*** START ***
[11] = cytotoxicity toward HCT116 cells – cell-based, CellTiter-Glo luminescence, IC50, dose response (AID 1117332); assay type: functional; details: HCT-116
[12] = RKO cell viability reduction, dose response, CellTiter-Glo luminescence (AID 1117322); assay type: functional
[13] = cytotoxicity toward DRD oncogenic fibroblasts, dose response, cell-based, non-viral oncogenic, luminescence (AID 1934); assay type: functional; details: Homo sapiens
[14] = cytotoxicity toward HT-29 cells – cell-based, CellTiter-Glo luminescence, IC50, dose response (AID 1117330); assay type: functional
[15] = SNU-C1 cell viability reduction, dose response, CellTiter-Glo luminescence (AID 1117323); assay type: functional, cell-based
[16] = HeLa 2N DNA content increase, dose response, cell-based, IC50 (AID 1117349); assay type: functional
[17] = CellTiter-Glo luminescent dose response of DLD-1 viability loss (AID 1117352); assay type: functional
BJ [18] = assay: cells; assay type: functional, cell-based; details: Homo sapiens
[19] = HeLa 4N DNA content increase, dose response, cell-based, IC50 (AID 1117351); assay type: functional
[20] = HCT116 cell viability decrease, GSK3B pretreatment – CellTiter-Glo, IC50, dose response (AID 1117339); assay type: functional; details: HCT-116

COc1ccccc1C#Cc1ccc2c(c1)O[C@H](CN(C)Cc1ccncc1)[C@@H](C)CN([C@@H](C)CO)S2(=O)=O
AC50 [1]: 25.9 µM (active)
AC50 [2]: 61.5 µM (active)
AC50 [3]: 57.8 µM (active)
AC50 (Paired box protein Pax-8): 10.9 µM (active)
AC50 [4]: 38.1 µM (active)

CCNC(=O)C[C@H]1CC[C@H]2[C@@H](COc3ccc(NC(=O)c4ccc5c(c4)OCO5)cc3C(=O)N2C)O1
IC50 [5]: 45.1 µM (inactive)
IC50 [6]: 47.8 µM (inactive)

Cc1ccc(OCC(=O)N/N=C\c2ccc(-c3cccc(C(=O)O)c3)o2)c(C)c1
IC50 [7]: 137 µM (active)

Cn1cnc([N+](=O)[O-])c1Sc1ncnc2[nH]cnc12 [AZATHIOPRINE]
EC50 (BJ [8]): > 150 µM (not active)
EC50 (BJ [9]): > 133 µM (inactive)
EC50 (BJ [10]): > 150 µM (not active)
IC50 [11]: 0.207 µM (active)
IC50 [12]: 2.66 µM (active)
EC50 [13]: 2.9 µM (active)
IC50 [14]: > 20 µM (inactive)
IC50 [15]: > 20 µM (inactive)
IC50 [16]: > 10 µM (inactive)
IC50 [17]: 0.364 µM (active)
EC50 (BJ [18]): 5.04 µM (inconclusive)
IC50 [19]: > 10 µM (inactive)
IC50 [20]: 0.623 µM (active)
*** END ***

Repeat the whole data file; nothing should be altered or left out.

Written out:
[11] = cytotoxicity toward HCT116 cells – cell-based, CellTiter-Glo luminescence, IC50, dose response (AID 1117332); assay type: functional; details: HCT-116
[12] = RKO cell viability reduction, dose response, CellTiter-Glo luminescence (AID 1117322); assay type: functional
[13] = cytotoxicity toward DRD oncogenic fibroblasts, dose response, cell-based, non-viral oncogenic, luminescence (AID 1934); assay type: functional; details: Homo sapiens
[14] = cytotoxicity toward HT-29 cells – cell-based, CellTiter-Glo luminescence, IC50, dose response (AID 1117330); assay type: functional
[15] = SNU-C1 cell viability reduction, dose response, CellTiter-Glo luminescence (AID 1117323); assay type: functional, cell-based
[16] = HeLa 2N DNA content increase, dose response, cell-based, IC50 (AID 1117349); assay type: functional
[17] = CellTiter-Glo luminescent dose response of DLD-1 viability loss (AID 1117352); assay type: functional
BJ [18] = assay: cells; assay type: functional, cell-based; details: Homo sapiens
[19] = HeLa 4N DNA content increase, dose response, cell-based, IC50 (AID 1117351); assay type: functional
[20] = HCT116 cell viability decrease, GSK3B pretreatment – CellTiter-Glo, IC50, dose response (AID 1117339); assay type: functional; details: HCT-116

COc1ccccc1C#Cc1ccc2c(c1)O[C@H](CN(C)Cc1ccncc1)[C@@H](C)CN([C@@H](C)CO)S2(=O)=O
AC50 [1]: 25.9 µM (active)
AC50 [2]: 61.5 µM (active)
AC50 [3]: 57.8 µM (active)
AC50 (Paired box protein Pax-8): 10.9 µM (active)
AC50 [4]: 38.1 µM (active)

CCNC(=O)C[C@H]1CC[C@H]2[C@@H](COc3ccc(NC(=O)c4ccc5c(c4)OCO5)cc3C(=O)N2C)O1
IC50 [5]: 45.1 µM (inactive)
IC50 [6]: 47.8 µM (inactive)

Cc1ccc(OCC(=O)N/N=C\c2ccc(-c3cccc(C(=O)O)c3)o2)c(C)c1
IC50 [7]: 137 µM (active)

Cn1cnc([N+](=O)[O-])c1Sc1ncnc2[nH]cnc12 [AZATHIOPRINE]
EC50 (BJ [8]): > 150 µM (not active)
EC50 (BJ [9]): > 133 µM (inactive)
EC50 (BJ [10]): > 150 µM (not active)
IC50 [11]: 0.207 µM (active)
IC50 [12]: 2.66 µM (active)
EC50 [13]: 2.9 µM (active)
IC50 [14]: > 20 µM (inactive)
IC50 [15]: > 20 µM (inactive)
IC50 [16]: > 10 µM (inactive)
IC50 [17]: 0.364 µM (active)
EC50 (BJ [18]): 5.04 µM (inconclusive)
IC50 [19]: > 10 µM (inactive)
IC50 [20]: 0.623 µM (active)